What I remember is the laughter.
Just after the Dean had somberly gathered the Senior class in the refectory, most of us knowing what was coming: there would be no trip to Canterbury this year. We knew it was the right decision, most of us. Still, we all had looked forward to this for years, just like we did our senior sermons, like Commencement Evensong, boisterous evenings on the porch at the Berkeley House.
But what I remember is the laughter. I don’t remember who made the joke, but I remember all of us laughing. But then, that’s Berkeley. My fellow Seniors have taught me as much about the faithfulness of God as any of my classes or even the most profound Monday morning homilies. In that moment, and throughout this whole season of loss and anxiety, someone gave us the gift of grace in its midst.
I think that’s a bit like ministry. I was ordained deacon on March 7th and it’s been a strange diaconate. Less church, more Zoom Bible study and pastoral triage. But in whispered conversations with parishioners and my far-flung friends; somehow, we’re slowly remembering the promise of God. In showing us what we miss about church, Jesus is pulling us closer to the essence of the Gospel, daring us to proclaim resurrection in a world overwhelmed with death.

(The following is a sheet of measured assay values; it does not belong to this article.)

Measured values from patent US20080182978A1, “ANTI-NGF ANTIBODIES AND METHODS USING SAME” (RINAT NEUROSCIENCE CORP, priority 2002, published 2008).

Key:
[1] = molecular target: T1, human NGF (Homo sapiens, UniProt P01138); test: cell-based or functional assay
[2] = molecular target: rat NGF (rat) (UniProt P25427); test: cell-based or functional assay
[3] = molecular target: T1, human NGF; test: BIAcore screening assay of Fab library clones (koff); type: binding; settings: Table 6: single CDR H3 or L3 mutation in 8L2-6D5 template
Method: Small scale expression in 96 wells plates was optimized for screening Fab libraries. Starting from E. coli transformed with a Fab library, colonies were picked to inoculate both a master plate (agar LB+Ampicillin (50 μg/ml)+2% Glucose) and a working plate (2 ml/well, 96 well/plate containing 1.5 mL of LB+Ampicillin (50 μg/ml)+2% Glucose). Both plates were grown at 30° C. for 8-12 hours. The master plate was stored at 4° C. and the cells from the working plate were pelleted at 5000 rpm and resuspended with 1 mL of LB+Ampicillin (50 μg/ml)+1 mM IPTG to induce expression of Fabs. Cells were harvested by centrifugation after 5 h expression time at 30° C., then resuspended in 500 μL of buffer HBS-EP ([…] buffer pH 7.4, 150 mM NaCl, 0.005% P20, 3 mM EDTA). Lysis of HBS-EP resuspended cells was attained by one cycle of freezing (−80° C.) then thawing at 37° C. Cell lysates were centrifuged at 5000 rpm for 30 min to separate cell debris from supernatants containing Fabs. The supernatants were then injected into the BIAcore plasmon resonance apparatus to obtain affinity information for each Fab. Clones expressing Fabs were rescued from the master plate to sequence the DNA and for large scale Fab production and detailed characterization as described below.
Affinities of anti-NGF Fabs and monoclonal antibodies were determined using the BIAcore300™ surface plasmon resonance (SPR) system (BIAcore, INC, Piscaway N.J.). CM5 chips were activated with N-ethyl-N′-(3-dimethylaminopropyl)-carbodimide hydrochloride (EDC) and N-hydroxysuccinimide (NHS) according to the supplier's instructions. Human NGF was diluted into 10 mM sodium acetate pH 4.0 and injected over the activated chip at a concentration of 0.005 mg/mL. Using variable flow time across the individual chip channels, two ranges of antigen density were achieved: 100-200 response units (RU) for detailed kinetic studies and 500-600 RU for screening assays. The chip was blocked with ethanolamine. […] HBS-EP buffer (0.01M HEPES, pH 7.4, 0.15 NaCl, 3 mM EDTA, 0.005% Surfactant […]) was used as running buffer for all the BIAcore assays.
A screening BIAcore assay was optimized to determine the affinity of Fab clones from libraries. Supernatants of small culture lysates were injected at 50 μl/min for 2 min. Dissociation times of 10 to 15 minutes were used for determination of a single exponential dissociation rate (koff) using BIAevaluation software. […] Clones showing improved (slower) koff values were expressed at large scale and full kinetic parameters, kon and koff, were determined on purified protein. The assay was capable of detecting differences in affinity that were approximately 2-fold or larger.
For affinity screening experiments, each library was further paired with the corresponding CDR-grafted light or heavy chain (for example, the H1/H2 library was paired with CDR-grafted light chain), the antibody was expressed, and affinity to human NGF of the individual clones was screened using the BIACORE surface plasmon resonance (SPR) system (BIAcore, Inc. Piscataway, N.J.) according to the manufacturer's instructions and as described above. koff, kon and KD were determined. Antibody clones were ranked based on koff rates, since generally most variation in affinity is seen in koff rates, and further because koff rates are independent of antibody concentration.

That has been hard, hard work. But all the while, this class, so faithful to the Gospel that laughter could overpower despair, continues to make me a better deacon.
At some point, whenever God sees fit, this strange time will end. We’ll go on to our curacies or our doctoral programs or any number of expressions of ministry, and I’ll go on to my second diaconate, this time in a church. And yet…I wonder if the first will have been just as important.